regular-article-logo Thursday, 22 February 2024

China health system on the brink

Exhausted doctors collapsing onwards are emerging from Beijing amid what has been called a Covid infection 'tsunami'

Sophia Yan London Published 22.12.22, 01:21 AM
The US is concerned China’s runaway Covid outbreak could give rise to new mutations of the virus.

The US is concerned China’s runaway Covid outbreak could give rise to new mutations of the virus. Shutterstock

Chaotic scenes of patients being resuscitated on hospital floors and exhausted doctors collapsing onwards are emerging from China amid what has been called a Covid infection “tsunami”.

One video, posted on social media, showed an overrun emergency observation unit at the First Affiliated Hospital of Chongqing Medical University with several patients hooked up to chest compression machines and ventilators strewn around the room.


China had claimed its draconian lockdown policy had kept death rates relatively low but its zero-Covid strategy has now been eased following widespread protests in several cities. Since then, hospitals and fever clinics have been so badly overrun that staff have taken to posting messages online to urge people with mild, manageable symptoms to isolate at home.

Other videos on social media show doctors so exhausted that they are falling asleep while seeing patients.

Dr Wang Guangfa, of Peking University First Hospital, warned that Beijing will see the peak of severe cases within the next two weeks. “The current wave of infection resembles an epidemic tsunami,” he said. He also predicted that northern China will have a higher rate of severe cases than the south because of the cold weather there.

Crematoriums are also under pressure, with one worker in Chongqing reporting they had run out of space to keep bodies.

“The number of bodies picked up in recent days is many times more,” said the man, who did not wish to be named. “We are very busy, there is no more cold storage space for bodies. We are not sure if it’s related to Covid, you need to ask the leaders in charge.”

One crematorium worker in the Zengcheng district of Guangzhou said they were cremating more than 30 bodies a day. “We have bodies assigned to us from other districts. There’s no other option,” the employee said.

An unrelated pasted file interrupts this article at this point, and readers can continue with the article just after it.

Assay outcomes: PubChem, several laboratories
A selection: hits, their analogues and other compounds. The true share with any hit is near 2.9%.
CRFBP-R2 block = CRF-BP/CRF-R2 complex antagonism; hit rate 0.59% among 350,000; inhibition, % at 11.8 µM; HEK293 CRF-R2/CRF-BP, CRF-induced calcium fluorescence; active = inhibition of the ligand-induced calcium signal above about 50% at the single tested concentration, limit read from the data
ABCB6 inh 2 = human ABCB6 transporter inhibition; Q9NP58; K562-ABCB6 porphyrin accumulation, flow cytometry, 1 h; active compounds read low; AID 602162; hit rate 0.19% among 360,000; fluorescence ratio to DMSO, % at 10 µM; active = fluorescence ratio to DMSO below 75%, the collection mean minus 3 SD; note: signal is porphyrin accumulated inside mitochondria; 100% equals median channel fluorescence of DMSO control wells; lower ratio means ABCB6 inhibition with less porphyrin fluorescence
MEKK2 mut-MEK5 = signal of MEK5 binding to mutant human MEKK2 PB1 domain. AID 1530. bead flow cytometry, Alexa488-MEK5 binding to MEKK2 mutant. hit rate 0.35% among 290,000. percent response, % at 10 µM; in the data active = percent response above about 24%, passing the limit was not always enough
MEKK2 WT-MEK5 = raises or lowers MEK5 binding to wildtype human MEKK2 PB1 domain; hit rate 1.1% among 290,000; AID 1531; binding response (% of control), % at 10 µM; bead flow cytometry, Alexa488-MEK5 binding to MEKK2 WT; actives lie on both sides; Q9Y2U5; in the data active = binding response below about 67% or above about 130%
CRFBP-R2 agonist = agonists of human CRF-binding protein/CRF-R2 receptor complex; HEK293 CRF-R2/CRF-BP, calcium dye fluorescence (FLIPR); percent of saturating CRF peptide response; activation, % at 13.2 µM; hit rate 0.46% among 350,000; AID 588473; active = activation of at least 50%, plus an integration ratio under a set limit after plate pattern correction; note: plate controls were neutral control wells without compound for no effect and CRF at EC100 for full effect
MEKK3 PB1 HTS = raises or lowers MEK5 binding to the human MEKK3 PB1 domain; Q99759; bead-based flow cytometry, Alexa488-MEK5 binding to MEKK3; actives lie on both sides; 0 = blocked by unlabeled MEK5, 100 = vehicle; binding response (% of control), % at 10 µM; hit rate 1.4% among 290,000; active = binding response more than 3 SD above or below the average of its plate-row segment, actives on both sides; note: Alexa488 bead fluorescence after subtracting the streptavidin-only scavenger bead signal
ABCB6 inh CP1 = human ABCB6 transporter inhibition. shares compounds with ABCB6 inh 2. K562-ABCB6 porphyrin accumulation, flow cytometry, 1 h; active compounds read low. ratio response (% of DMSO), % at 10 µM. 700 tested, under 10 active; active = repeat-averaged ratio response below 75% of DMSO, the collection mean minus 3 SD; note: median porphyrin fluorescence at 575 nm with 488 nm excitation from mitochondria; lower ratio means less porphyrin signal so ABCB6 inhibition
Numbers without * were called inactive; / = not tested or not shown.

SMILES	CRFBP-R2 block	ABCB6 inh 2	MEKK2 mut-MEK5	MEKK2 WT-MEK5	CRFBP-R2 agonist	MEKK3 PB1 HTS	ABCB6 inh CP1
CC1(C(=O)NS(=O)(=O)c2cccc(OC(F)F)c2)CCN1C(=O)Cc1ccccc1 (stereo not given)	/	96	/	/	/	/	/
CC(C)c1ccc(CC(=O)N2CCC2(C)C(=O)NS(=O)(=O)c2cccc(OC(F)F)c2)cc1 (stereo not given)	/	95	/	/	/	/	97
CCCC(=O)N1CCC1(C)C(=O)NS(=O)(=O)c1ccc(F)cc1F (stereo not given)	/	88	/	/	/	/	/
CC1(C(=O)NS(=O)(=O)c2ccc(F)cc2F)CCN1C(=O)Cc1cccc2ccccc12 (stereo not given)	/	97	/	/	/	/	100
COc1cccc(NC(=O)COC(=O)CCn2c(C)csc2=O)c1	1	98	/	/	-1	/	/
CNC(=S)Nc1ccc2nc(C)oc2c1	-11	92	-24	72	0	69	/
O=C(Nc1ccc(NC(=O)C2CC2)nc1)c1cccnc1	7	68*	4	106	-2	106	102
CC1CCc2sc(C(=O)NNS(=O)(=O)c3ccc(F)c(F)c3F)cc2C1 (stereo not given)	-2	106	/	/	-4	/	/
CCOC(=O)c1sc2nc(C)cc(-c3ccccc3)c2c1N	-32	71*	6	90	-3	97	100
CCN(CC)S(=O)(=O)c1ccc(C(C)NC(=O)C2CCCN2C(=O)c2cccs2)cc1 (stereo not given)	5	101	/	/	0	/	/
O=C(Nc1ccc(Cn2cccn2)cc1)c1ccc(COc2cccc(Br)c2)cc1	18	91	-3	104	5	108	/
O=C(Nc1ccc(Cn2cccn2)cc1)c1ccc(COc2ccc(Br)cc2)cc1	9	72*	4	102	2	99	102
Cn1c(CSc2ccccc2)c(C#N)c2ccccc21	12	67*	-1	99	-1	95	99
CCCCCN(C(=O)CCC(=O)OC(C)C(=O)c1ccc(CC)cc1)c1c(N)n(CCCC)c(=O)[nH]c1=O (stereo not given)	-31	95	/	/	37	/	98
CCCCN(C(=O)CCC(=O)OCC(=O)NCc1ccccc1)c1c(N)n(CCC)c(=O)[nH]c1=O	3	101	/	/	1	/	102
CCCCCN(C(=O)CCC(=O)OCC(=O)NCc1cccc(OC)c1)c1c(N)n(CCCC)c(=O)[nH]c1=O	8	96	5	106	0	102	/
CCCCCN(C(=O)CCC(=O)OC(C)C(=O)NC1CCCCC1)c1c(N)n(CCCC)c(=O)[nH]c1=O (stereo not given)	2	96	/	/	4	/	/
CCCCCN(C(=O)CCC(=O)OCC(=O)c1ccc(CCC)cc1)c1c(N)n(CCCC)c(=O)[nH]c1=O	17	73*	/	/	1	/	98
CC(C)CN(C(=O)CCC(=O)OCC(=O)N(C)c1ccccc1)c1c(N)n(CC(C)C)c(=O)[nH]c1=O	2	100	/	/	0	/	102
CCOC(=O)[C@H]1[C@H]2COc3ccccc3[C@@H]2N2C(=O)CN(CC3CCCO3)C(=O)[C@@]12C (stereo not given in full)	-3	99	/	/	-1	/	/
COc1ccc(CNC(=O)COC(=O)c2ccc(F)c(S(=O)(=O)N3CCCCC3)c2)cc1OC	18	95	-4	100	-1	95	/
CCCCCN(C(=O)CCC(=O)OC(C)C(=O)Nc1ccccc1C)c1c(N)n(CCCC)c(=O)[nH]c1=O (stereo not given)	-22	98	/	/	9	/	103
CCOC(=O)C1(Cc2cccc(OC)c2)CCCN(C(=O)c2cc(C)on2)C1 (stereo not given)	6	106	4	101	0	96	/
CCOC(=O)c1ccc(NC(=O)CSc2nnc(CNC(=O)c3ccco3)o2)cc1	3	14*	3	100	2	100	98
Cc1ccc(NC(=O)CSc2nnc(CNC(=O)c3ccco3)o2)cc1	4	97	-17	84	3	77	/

Another crematorium in the city reported being “three or four times busier than in previous years. We are cremating more than 40 bodies per day when before it was only a dozen or so,” a member of staff said.

China, so far, has only officially reported a handful of deaths after relaxing its zero-Covid policy. Yesterday, the national health commission said there were five new Covid fatalities, all in Beijing, pushing the country’s overall pandemic death toll to 5,242 — which is relatively low by global standards.

Anecdotal evidence suggests Chinese authorities are under-reporting the number of casualties but the apparent severity of the latest wave of infections means it is also possible that authorities are simply unable to accurately keep track of all deaths and infections, especially as mass testing requirements have been dropped. Some scientific models have estimated numbers will rise.

The US is concerned China’s runaway Covid outbreak could give rise to new mutations of the virus. “When it comes to the current outbreak in China, we want to see this addressed,” a state department spokesman said.

“We know that anytime the virus is spreading in the wild that it has the potential to mutate and to pose a threat to people everywhere.” China is trying to persuade pensioners and other at-risk groups to get inoculated, with only moderate success.

Vaccination centres visited over recent days have been largely empty and there has been no major publicity drive in the state-controlled media. Several regional governments have encouraged people with mild Covid cases to go to work — a sea change from just a few weeks ago when China’s strategy was to isolate anyone infected.

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